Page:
Wednesday, October 20

Jamaicans Awarded Net Billing Licences – Can now sell power to JPS

A total of 11 individuals and companies have been approved by the Ministry of Science, Technology, Energy and Mining (STEM), to supply excess energy to the Jamaica Public Service Company Limited (JPS). The group, which include residential and commercial customers, were presented with net billing licences by Portfolio Minister, Hon. Phillip Paulwell, during a meeting of the Jamaica Energy Council at Jamaica House, in St. Andrew. The licence gives approval to individuals or companies that generate their own energy through the use of renewable sources, such as wind turbines or solar systems, to sell their excess electricity to the light and power company. Mr. Paulwell informed that a twelfth application is still under review.

The new licences will provide up to 100 kilowatts of energy to the JPS at a cost of approximately US$0.25 per kilowatt hour. Residential customers are limited to between 0 and 10 kilowatts, while commercial customers have a limit of 0 to 100 kilowatts. Minister Paulwell said the new provision is expected to have a positive effect on the penetration and uptake of renewable energy technology by providing an additional financial incentive to persons generating electricity from renewable sources.

This, he said, will certainly further solidify plans to liberalise the local energy sector and kick into play the process of net billing. Net billing refers to the process of energy exchange. Under the framework, individuals are able to buy electricity from a utility company at one rate and, if they generate excess energy via a renewable energy source, they are able to sell that back to the utility company at another rate. By balancing the amount owed for energy used and the amount earned for energy sold, a customer may either reduce his bill or earn a credit with the utility company.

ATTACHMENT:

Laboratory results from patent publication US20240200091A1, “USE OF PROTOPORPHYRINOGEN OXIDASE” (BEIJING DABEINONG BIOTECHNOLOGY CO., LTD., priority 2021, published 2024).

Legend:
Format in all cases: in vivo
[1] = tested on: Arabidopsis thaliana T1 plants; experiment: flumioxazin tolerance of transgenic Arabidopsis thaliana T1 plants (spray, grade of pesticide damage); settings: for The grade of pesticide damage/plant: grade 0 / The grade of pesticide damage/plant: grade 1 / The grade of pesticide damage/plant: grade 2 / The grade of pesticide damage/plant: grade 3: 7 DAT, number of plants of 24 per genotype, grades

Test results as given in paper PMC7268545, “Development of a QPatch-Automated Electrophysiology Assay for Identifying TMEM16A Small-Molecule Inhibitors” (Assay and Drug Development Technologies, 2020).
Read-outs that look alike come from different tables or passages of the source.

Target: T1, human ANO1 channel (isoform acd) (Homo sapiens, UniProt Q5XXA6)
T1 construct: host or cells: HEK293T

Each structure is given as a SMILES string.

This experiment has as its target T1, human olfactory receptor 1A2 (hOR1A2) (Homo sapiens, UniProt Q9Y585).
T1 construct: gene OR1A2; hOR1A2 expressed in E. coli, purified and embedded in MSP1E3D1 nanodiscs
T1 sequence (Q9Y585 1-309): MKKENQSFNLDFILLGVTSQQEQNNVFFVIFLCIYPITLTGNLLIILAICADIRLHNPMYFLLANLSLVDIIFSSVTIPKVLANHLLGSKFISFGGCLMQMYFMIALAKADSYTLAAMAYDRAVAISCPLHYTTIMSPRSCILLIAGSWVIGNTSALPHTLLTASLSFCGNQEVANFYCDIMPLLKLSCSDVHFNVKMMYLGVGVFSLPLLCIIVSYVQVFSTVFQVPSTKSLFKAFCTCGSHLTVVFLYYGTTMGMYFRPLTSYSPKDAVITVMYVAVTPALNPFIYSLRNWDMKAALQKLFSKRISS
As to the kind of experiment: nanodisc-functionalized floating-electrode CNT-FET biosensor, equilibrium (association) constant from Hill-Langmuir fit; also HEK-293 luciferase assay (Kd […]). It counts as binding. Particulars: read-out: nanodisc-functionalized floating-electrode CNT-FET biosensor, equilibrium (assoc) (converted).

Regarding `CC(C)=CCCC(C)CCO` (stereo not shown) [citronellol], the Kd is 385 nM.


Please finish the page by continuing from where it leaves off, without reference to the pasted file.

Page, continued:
Mr. Paulwell encouraged other Jamaicans to come forward, “as the government looks towards enlarging its ambition in relation to renewable energy.” In the meantime, Deputy Director General, Office of Utilities Regulation, Hopeton Heron, informed that the framework for net billing has been solidified via the JPS Company Limited Standard Offer Contract (SOC) for the ‘Purchase of As-Available Intermittent Energy from Renewable Energy Facilities’ up to 100 kilowatts.

The contract, he explained, is valid for five years, and that the OUR has determined that the SOC arrangement will be initially implemented under a pilot for two years, at an aggregate capacity of two per cent of JPS’ highest demand peak. He said an assessment of the impact on the JPS’ network will be done at the end of that period, with a view to removing or expanding the cap as is deemed appropriate.

Source – JIS